> > I'll have to digest all this along with your proof and your flags idea and then
> > think about my position.- Hide quoted text -

>
> > - Show quoted text -- Hide quoted text -
>
> > - Show quoted text -
>
> Why not just partition into ranges here?  In differenceing we know
> that is uniform.  It is because that another useful general purpose
> algorithm uses a flag on each item simply, instead of coding (which
> compresses but requires decompression to be laid out).  We can see it
> is both, there are generally purposeful algorithms on each.
>
> Here basically it is as simple as the consequences of coding the flags
> into ranges (in real space).  It is also of course then as complex.
>
> The kind of proof that Rotwang writes is utter dogma.  That is what
> we're talking about when is said "standard real analysis".  That, and
> 1 + 1 = 2.
>
> Rant on Leonard, yes or no?  I already have one.- Hide quoted text -
>
> - Show quoted text -

Hell objectively Transfer Principle's one of the few who's civil.

Christ you expect people who study mathematics and have presumably
thus spent some time in the classroom to appreciate balance in debate,
or at least protection of argument in debate. (Heh, depends on the
classroom.)

It's not like the mathematical world isn't totally interested in new
foundations. It's like the rabble complaining to Leonard, "your
challengers to ZF are insufficient to make us look different than
bitter."

I have enough books right here, I can spend the next fifty years just
writing them all out together. And it would make me rich. But,
what's the point of being the next monkey with a typewriter? There
aren't even any breaks all you can do is smoke. That and screech,
well generally however you go about typing as a monkey here it is
"infinite monkeys with typewriters". Monkey life is pretty good.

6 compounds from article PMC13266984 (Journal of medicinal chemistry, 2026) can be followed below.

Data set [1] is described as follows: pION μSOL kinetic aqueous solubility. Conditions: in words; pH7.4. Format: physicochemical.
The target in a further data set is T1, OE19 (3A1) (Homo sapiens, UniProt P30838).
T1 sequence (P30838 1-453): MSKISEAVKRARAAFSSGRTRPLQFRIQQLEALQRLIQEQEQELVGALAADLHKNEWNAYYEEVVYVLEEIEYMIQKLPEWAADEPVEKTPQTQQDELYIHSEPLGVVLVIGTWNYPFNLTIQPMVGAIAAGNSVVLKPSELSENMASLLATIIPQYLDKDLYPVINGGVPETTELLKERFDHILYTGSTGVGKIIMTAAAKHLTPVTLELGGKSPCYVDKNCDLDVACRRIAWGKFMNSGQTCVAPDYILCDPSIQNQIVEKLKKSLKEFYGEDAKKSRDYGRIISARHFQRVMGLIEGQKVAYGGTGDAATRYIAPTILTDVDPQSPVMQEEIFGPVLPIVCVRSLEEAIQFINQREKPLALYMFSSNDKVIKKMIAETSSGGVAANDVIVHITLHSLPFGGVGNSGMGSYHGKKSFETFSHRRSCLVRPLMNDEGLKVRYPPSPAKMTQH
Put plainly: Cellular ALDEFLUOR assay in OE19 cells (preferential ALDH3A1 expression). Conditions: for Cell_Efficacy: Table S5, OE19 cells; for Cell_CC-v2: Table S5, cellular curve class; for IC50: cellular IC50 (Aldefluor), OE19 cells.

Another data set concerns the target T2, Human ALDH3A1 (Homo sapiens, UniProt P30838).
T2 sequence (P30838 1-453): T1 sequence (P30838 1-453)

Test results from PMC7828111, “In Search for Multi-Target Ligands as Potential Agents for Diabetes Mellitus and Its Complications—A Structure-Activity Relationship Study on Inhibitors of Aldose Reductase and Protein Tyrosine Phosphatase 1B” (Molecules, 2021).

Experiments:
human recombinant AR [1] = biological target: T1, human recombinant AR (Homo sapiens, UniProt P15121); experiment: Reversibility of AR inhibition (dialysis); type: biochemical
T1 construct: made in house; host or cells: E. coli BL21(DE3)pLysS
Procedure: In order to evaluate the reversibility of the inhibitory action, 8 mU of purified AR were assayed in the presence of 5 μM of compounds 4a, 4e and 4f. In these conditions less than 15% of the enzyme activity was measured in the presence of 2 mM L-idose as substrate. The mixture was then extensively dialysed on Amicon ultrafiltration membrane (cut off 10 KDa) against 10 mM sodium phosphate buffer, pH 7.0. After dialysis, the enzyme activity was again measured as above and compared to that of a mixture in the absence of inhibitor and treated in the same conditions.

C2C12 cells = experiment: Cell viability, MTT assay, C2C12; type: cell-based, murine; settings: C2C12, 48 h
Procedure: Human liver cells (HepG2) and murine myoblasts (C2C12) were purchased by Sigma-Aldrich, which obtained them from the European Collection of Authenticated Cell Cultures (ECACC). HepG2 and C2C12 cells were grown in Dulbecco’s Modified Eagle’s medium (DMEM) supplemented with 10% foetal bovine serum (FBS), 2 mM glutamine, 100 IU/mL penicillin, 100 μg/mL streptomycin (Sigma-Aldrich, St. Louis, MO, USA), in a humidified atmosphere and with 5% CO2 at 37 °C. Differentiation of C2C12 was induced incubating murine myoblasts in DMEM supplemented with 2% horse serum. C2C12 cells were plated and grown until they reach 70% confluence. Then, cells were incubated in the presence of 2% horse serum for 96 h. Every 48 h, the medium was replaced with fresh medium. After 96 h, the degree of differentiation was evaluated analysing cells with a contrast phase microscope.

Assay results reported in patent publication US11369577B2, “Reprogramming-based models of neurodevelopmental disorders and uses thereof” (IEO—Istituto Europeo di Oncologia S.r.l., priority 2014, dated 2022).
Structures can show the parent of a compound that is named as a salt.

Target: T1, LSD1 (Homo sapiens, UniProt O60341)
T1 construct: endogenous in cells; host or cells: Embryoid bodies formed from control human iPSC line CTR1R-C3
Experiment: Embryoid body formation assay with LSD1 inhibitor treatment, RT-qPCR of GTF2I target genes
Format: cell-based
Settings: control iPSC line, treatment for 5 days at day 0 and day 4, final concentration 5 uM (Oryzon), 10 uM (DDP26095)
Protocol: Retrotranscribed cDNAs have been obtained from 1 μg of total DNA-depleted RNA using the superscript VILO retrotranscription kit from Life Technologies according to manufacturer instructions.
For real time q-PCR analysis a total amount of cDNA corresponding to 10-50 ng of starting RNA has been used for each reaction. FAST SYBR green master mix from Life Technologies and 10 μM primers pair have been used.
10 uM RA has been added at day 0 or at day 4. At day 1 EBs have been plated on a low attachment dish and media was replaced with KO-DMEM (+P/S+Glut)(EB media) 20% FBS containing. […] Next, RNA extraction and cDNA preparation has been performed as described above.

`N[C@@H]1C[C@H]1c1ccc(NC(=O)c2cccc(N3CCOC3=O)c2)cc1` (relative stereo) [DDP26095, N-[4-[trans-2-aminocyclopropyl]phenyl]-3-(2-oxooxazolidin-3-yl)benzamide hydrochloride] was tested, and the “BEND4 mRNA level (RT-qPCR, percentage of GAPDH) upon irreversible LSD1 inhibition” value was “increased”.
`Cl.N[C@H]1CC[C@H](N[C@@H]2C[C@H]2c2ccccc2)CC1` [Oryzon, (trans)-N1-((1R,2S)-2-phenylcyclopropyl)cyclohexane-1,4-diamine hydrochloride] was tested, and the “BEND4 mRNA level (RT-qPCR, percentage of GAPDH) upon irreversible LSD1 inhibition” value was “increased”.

Then, in Leonard's zoo, he has all the theories in his zoo. (By now
Tony is another lion.) Or, not a zoo, but Leonard's colloquium of
sorts, so Wolfgang is this plain old professor. I'm there but they
took the sign off. Or how about "we're not quite sure what's in it".
Great. So in Leonard's zoo, basically there are lions but how many
cows is that to feed them. Then for infinite regress is the case of
the lions. Basically whether philosophers dine if they have a fork,
lions sleep or eat the nearest thing.

You know I have read some four-five hundred science fiction books
cover-cover? You do now. That was 20 years ago got no time for that.

What is this whining or whinging at who, Transfer Principle? Christ
you guys want bats with that? I think that is as they say "come at
me, bro".

http://www.math.ias.edu/sp/univalent/goals

If you're into ZF or ZFC why don't you get yourself some of that.

Leonard wants to cultivate his zoo, lions are good for what, eating,
so basically it is arena lions. Then I guess that's right here. Then
the rabble has run out of lions and turned on Leonard.

Leonard's looking for the lion that can't be tamed (that mathematics
doesn't eat).

Not my problem. I got your lion right here. It's pretty full.

But why, why would you post this when you know I have enough time to
set up?